The militant Islamist Taliban have announced part of their interim government in Afghanistan. The acting chairman of the ministers will therefore be the little-known mullah Mohammed Hassan Akhund. This function corresponds to that of a prime minister. The Taliban spokesman Sabiullah Mujahid announced on Tuesday at a press conference in Kabul. Akhund is a founding member of the Taliban, most recently on its leadership council, the Rahbari Shura. He is considered a close confidante of the Taliban leader Haibatullah Achundsada.
Akhund, who comes from Kandahar, held important posts during the first Taliban rule from 1996 to 2001 and is considered to be moderate. Observers consider him a compromise candidate. Spokesman Mujahid said it had been agreed to appoint and announce a transitional cabinet “in order to be able to carry out the necessary government work.” The spokesman said nothing about how long this transition should take.
Mullah Abdul Ghani Baradar, the previous Deputy Chief of the Taliban, who signed the 2020 agreement with the United States on behalf of the Taliban, including an end to the US-led military operation in Afghanistan, was appointed one of two deputies of Akhund. He had also traveled to Beijing a few weeks ago and held talks there with China’s foreign minister. Baradar, around 53 years old, was a companion and close friend of Mullah Omar, who started the radical Islamic movement and headed the Taliban regime in the 1990s. Baradar was released from Pakistani captivity in autumn 2018 at the urging of the US government to lead peace negotiations with the US in Doha, Qatar. The second deputy is Maulawi Abdul Salam Hanafi, who most recently worked in the Taliban’s political office in Doha.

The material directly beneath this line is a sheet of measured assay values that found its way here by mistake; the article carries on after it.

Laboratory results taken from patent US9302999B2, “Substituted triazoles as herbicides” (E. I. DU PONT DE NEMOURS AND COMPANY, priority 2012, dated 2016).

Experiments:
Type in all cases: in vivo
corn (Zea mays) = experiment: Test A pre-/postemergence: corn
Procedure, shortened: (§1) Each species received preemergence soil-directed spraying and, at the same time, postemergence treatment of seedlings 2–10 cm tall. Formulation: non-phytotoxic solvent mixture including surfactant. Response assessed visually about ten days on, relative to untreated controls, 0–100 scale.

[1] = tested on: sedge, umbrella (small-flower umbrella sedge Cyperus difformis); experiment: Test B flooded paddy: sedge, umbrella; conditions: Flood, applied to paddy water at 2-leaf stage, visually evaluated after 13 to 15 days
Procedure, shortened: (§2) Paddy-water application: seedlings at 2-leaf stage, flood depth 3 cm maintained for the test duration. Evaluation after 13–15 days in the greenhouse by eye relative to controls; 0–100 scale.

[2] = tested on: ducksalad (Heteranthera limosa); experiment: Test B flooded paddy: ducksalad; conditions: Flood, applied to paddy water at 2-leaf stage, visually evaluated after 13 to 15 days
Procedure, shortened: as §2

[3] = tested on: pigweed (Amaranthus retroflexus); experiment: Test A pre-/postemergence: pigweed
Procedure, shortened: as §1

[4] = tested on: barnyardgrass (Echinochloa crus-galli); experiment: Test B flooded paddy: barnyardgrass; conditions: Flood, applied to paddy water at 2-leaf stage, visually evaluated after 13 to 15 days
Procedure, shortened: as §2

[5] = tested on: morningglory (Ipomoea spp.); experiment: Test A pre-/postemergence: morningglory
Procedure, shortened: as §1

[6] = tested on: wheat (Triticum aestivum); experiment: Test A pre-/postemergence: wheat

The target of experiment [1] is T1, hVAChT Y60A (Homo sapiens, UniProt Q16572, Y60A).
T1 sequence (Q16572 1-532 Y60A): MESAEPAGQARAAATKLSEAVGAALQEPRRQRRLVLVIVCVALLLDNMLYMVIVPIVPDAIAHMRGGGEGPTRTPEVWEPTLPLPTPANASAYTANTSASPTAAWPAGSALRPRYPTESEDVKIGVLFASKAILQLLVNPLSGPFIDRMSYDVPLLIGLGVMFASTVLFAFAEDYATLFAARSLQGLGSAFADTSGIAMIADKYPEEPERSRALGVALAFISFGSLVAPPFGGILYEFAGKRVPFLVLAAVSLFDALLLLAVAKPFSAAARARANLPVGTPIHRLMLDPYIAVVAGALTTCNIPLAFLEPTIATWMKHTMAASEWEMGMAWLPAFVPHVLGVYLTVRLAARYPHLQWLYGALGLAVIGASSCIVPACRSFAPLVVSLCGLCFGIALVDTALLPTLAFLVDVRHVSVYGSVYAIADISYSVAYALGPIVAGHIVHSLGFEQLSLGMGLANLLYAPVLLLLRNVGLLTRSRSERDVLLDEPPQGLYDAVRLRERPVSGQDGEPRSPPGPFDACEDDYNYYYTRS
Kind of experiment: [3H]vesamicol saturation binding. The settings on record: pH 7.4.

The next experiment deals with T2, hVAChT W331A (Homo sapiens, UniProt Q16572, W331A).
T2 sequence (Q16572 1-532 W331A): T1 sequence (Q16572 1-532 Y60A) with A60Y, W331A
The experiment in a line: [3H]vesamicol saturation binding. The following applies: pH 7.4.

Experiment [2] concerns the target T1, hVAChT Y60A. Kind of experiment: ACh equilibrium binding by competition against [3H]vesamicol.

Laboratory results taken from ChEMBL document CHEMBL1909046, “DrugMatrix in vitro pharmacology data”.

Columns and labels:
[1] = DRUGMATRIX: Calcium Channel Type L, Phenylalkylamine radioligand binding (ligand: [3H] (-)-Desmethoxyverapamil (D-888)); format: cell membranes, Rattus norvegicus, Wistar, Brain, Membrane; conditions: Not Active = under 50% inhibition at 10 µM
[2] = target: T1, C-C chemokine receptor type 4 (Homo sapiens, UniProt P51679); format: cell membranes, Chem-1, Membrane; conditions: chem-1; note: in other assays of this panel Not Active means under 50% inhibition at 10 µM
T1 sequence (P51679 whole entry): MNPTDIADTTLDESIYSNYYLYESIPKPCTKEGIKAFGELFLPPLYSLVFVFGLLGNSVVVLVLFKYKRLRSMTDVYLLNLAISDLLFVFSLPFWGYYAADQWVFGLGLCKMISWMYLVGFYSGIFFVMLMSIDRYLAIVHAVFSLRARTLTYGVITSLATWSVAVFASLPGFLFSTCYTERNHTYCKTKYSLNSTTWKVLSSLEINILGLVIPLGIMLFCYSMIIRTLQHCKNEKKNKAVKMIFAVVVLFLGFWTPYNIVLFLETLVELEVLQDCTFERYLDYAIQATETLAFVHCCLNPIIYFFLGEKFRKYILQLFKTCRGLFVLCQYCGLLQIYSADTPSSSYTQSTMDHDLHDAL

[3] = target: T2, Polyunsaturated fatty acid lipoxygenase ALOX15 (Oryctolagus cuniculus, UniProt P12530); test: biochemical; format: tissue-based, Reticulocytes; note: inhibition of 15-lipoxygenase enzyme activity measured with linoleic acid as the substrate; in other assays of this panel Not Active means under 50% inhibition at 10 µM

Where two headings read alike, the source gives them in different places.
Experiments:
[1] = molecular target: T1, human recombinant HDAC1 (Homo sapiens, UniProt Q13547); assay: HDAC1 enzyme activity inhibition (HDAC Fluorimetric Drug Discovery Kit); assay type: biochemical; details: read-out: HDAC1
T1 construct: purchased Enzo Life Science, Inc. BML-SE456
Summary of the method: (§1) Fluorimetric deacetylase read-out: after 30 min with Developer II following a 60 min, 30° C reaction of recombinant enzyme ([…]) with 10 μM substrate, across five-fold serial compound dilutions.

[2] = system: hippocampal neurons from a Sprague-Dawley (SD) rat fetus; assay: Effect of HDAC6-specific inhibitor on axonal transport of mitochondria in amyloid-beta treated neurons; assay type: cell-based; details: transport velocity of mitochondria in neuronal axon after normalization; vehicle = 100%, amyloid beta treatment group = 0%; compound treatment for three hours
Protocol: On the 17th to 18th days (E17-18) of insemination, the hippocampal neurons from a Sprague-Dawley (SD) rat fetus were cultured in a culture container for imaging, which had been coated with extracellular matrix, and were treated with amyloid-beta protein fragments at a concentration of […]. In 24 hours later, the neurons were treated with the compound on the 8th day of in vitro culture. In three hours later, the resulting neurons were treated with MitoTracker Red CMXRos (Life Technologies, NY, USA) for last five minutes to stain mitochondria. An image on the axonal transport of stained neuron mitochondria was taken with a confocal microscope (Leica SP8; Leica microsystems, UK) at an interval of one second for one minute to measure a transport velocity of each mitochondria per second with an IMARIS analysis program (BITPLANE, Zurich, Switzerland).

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Amir Chan Muttaki is scheduled for the post of Foreign Minister. Sarajuddin Hakkani, founder of the network of the same name, which operates from Pakistan, has been appointed as incumbent interior minister. The US classifies it as a terrorist group, Hakkani is wanted as a terrorist by the American FBI. The Hakkani family also holds a number of other government posts, including the Ministry of Higher Education, the Ministry of Telecommunications, and the Ministry of Refugees. One of the previous Taliban deputy chiefs, Mullah Mohammed Jakub, son of Taliban founder Mullah Omar, is to become defense minister. The Taliban occupied 33 posts. The appointment of the remaining leading positions in ministries and institutions will be announced gradually after “long deliberation,” said Mujahid.
Akhund’s appointment shows “how little we in the West know about the Taliban and can predict their decisions,” says Afghanistan expert Thomas Ruttig from the Afghanistan Analysts Network in Kabul. Most observers assumed that Mullah Baradar would become premier.
The Taliban had regained power in Afghanistan in mid-August. The previous President Ashraf Ghani had fled shortly before. Since they came to power, the Islamists have sought a more moderate external image than they did during their reign of terror between 1996 and 2001. However, concerns remain that the militant group could base their rule on oppression and draconian punishments.